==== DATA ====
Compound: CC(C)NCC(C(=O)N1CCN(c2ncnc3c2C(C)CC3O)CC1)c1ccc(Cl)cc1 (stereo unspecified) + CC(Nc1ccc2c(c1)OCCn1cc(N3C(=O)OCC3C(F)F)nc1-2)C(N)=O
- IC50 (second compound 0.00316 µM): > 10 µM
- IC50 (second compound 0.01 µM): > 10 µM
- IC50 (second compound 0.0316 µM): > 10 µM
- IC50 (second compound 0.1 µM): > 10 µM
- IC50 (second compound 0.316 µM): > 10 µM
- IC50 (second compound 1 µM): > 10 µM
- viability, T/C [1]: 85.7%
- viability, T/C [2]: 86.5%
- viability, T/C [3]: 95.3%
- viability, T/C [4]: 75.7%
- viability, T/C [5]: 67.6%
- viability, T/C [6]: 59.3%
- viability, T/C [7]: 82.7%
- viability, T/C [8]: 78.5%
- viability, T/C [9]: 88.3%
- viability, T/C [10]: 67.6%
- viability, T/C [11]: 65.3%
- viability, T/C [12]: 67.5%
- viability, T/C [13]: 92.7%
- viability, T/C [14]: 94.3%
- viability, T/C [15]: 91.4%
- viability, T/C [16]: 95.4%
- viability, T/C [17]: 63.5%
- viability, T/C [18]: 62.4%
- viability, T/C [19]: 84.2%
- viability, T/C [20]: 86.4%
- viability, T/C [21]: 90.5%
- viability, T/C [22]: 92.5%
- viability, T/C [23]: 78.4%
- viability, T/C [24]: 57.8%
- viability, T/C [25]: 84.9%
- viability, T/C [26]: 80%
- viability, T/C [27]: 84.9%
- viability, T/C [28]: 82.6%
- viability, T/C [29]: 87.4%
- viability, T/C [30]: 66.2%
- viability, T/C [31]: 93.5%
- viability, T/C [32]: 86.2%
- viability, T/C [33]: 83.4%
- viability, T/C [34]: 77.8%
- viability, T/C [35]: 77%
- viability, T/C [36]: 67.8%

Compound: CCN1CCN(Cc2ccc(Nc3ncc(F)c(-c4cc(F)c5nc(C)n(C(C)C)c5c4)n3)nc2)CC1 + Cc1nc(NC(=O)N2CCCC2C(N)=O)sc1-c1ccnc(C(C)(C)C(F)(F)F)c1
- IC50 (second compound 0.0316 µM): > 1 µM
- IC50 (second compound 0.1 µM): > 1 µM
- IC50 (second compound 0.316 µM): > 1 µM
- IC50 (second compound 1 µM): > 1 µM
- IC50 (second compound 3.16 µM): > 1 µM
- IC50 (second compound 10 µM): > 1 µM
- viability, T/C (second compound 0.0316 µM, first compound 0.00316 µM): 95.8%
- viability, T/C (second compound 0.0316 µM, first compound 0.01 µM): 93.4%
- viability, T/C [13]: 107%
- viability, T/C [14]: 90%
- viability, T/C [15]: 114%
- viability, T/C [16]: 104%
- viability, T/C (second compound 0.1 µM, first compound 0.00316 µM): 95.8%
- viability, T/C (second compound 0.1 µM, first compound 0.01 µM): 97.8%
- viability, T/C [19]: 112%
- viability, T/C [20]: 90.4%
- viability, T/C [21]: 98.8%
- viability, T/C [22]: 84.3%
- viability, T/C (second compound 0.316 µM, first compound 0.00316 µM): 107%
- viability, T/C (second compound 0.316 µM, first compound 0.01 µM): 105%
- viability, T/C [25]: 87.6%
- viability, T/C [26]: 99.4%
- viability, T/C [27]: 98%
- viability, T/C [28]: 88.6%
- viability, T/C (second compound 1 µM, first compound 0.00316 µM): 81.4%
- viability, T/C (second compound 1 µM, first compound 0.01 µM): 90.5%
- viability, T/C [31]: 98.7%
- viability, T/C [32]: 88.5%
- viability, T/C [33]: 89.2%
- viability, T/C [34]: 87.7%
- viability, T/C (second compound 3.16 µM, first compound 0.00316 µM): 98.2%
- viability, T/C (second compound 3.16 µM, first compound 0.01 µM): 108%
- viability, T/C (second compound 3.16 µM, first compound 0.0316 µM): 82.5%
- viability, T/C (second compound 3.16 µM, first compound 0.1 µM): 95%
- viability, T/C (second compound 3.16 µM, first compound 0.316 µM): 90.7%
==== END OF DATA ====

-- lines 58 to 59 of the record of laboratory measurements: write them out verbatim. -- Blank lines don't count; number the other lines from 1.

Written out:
- viability, T/C (second compound 0.1 µM, first compound 0.01 µM): 97.8%
- viability, T/C [19]: 112%